The last thing I wish had been included was Steely Dan. I somehow neglected to write about how much the Dan influenced me into listening to more Jazz, because of the exceptional way Jazz rifts were incorporated in their wonderful music. Steely Dan was one of, if not the most inventive of Rock musicians. The Dan expanded the boundaries of what could be classified Rock & Roll. Steely Dan may be considered the most extraordinary of Rock groups with what some called “sophisticated” Rock music. I went from listening to The Band, who many have said wonderful things about, such as Eric Clapton and George Harrison, among others, to listening to Steely Dan, causing some of my friends, who were into, let us say, hard core R&R, to say, “Musically, Eggs has gone in a different direction .” Every album is good and solid; some great and other exceptional. The love of my life, Patricia, was watching a show, Gotham, in which the star was someone with whom I was familiar, Ben McKenzie, but I could not place him, so I went to the Internet Movie Data Base and found he had earlier been in an acclaimed TV show, Southland, which is rated highly at the IMDB. Then it hit me…I was channel surfing years ago and saw only a few moments of one episode in which Ben was with his partner and they were getting into the squad car when Ben mentioned something about his partner’s fondness for Steely Dan, which made me smile before flipping the channel. Steely Dan was probably the most sui generis of all the R&R groups. I thought of this when watching a movie at Amazon Prime about the group recently, which brought back fond memories.

While living with the aforementioned woman with whom I attended the Philobolus event, Gail Childs, I would listen to the Georgia Tech student station, WREK. ( My favorite spot was when one bird would start singing, and then be joined by another, and another, until many birds were singing. Then came, “Here at WREK we give all the birds a chance to sing.”

Listen to all forms of music and let the birds sing.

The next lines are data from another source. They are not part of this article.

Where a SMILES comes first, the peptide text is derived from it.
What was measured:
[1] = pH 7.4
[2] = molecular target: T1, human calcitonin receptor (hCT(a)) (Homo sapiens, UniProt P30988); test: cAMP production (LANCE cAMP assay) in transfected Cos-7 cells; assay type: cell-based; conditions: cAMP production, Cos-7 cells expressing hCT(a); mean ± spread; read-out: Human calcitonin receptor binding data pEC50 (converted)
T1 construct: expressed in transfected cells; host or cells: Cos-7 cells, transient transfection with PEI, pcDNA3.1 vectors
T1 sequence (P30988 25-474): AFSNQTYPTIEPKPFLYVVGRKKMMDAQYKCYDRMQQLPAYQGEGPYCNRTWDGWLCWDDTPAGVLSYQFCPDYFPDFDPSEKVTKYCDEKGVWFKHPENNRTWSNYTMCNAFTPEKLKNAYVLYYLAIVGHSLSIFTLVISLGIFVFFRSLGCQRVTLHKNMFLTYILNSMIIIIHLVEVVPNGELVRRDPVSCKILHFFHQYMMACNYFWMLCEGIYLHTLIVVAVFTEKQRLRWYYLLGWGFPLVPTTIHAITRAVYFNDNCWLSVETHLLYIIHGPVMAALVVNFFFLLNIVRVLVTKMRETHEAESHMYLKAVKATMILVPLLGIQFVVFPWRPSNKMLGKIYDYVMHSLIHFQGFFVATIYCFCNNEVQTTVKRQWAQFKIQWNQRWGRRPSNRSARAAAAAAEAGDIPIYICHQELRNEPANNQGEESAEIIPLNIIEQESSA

Vest Was Best

An email concerning the previous post was received from my friend the Discman this morning. Before turning to poker (he cashed in at the World Series of Poker) Chris Chambers earned his National Master Certificate in Chess.

“Excellent description of Mr. Vest.

Looking back at my records, I never played him in a regular tournament.

I did play him 33 times in the Wednesday night Quick Chess tournaments (G/15) with a record of 8-20-5.

There were 16 players I played more than him, with (Murphy) Clay at the top of the list at 131 times played.

I played in 390 Quick Chess tournaments at the HOP from 1993-2005.”

The Discman obviously keeps meticulous records not only of Rock & Roll music. My reply was: If you give permission I will post this, providing YOU choose a song!

“Hmmm. That’s a good one.

I’d say “Investigation Blues” by Eddie “Cleanhead” Vinson

(get it?? InVESTigation of Vest history?).”

Unfortunately the song could not be located in the cloud. I did, though, locate an article ( containing the song, Cleanhead’s Blues:

They Bad

In an interview with Albert Silver appearing on Chessbase, former World Chess Champion Anatoly Karpov said, “…the quality of the players has worsened. In the autumn, Carlsen and Anand were playing, and I came to the final. The FIDE Vice President Georgios Makropoulos came to me and said: “Judging by today’s games, even an out-of-shape Karpov would beat either of them…”

It is natural for older people to consider things having been better “back in the day.” This is common in all walks of life. For example, many years ago I worked for a company owned by a former Delta Airlines employee. The company transported vehicles to nine different Southern states, and many of the drivers were former Delta employees who had retired. To a man they all agreed Delta was a better company “back in the day.” Upon hearing this for the umptheenth time, I said, “Maybe it was just a different company back then.” This was met with glares and stares, and I was shunned. A short time later I mentioned one of my girlfriends had been a stewardess for Delta in the early ’70’s, and another had worked for only Delta, and had done so for decades, adding, “Seems like it was a better company back then.” Everyone smiled, clapped me on the back, and things were right with the world of James Auto Transport!

That said, I must agree with Mr. Karpov. The matches for the World Chess Championship this decade have left much to be desired. Back in the day we looked forward to the upcoming WC match with much anticipation. This is no longer the case. I am having trouble recalling the last interesting match for the World Chess Championship.

I must also agree with the former WCC about the quality of the play of the current top players. I am not exactly certain, but it could be the influence of the computer chess programs in that they have humbled the Grandmasters, or, shall we say, taken them down a peg, or two. My friend the Discman said something, published on this blog, some time ago, “GM’s used to be thought of as Gods.” Now the Gods of chess come with names like Komodo, and Stockfish.